During the Western migration, the number of Pioneers grew, and eventually, they blazed a reliable, relatively safe trail. Farmers settled all the land between Illinois and Oregon to produce a wide variety of crops (now it’s all corn, but that’s also another blog post). Farming wouldn’t have been possible without the early Pioneers - someone had to conquer the unknown - but Pioneers wouldn’t (or couldn’t) survive by farming the same old land they always had.
Farmers realize that not everything that Pioneers do is good, and are often miffed that Pioneers get so much of the credit.
You’ll find Farmers quietly writing Cobol apps at Fortune 100 companies, maintaining our power grid, and running high-availability data centers. They’ll be implementing incremental improvements that create millions of dollars in value for large organizations; they’ll be shaving milliseconds of TCP requests; they’ll be attending programming competitions in their free time to sharpen their skills.
Things that most Pioneers would abhor are delightful to Farmers.
Great Farmers don’t just maintain codebases; they optimize the shit out of them.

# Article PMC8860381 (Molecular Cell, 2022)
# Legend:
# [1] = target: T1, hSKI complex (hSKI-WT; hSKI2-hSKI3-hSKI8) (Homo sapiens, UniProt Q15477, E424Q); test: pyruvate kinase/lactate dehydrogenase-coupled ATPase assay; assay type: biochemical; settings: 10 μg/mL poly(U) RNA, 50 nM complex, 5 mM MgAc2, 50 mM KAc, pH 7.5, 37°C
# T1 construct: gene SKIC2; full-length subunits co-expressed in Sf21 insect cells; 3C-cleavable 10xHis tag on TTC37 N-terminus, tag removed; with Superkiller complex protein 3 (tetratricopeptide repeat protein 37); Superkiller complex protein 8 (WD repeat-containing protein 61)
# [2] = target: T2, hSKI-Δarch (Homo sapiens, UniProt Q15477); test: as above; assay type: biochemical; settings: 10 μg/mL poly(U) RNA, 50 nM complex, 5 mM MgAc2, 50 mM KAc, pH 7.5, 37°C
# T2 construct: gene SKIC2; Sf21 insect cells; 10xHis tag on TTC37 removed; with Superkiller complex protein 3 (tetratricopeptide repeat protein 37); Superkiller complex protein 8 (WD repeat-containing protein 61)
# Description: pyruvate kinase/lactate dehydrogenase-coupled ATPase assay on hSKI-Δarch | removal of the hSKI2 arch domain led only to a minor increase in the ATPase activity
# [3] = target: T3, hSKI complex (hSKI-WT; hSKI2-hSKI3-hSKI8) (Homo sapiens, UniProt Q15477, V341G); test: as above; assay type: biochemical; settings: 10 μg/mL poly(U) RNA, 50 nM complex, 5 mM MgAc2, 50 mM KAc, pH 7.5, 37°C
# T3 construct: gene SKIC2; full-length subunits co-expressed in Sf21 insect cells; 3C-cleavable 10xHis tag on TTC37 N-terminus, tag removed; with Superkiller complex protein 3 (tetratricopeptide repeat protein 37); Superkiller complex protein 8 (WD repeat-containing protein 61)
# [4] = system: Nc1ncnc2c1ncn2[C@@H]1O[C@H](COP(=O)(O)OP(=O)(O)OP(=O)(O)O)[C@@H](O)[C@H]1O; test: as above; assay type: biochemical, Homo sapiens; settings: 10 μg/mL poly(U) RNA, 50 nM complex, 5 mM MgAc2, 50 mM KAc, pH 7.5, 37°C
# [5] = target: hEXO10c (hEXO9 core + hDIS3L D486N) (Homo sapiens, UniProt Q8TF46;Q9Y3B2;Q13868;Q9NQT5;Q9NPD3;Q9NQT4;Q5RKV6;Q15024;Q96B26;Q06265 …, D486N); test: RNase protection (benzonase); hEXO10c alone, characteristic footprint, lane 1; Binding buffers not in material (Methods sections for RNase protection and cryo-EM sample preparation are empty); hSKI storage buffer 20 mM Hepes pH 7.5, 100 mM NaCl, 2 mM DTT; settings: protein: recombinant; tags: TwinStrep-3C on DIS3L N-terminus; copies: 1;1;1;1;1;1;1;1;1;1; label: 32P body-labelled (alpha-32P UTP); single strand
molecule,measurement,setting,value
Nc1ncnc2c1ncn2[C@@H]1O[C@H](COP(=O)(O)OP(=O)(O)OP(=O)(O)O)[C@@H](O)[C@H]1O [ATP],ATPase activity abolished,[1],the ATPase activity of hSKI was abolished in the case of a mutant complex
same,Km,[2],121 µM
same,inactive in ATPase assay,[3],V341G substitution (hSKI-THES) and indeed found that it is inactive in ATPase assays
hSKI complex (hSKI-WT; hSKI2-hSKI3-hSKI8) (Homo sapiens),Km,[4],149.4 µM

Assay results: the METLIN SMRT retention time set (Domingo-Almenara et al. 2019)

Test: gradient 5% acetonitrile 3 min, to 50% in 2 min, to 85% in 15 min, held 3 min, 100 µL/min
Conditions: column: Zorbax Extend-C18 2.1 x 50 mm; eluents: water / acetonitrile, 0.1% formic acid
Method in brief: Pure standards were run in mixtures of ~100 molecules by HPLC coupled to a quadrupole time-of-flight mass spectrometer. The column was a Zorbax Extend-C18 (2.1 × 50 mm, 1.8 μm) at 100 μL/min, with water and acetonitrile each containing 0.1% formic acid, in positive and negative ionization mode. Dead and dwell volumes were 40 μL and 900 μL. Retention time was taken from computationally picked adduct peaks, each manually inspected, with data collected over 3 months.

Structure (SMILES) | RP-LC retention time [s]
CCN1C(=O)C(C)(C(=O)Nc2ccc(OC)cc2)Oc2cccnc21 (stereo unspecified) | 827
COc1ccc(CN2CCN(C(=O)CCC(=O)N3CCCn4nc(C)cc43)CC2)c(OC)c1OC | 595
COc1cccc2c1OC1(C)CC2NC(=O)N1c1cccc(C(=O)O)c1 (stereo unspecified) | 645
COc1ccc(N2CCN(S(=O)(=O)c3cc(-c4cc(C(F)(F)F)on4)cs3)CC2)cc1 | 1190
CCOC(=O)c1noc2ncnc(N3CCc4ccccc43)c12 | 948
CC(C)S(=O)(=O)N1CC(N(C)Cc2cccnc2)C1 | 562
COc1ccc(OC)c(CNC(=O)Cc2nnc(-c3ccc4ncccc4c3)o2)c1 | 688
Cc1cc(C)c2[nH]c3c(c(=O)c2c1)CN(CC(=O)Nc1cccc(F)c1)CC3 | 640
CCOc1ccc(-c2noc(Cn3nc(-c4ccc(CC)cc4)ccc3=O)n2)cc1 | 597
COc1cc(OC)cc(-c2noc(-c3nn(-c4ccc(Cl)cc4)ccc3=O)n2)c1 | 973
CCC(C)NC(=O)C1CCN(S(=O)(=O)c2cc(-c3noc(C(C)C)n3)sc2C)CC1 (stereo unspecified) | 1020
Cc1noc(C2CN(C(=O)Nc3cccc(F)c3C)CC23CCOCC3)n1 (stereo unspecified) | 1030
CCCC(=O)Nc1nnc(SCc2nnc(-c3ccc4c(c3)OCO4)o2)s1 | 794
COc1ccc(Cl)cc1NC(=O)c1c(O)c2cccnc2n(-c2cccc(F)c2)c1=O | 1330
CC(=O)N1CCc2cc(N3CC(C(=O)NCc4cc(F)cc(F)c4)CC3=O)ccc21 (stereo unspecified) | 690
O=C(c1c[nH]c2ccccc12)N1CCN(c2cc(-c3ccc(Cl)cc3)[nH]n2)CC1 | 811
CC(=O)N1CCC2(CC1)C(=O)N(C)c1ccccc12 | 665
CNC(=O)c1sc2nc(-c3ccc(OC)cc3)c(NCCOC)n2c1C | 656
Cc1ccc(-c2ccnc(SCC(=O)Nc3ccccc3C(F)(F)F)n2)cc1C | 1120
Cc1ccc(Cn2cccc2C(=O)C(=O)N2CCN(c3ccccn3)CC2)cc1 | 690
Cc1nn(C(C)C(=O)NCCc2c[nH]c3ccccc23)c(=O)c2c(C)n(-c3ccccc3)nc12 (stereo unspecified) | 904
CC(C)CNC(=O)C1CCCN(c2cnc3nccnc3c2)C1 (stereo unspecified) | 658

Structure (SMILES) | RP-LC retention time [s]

Farming rewards patience: Farmers have to wait months just to get their first crop! They know that their work will take time, so they painstakingly work to get it right and continually improve it.
Farmers probably know 1 or 2 languages better than anyone else in the organization (maybe the world), and they’ll ace any technical coding challenge because they’ve actually used the Sieve of Eratosthenes in production before.
Farmers typically know one part of the codebase really well, and they can debug anything in it. If they’re good communicators, Farmers can pass their knowledge to others on the team and easily quadruple their value. If they like processes, they might shave 15 minutes off your test suite over the weekend just to see if they can.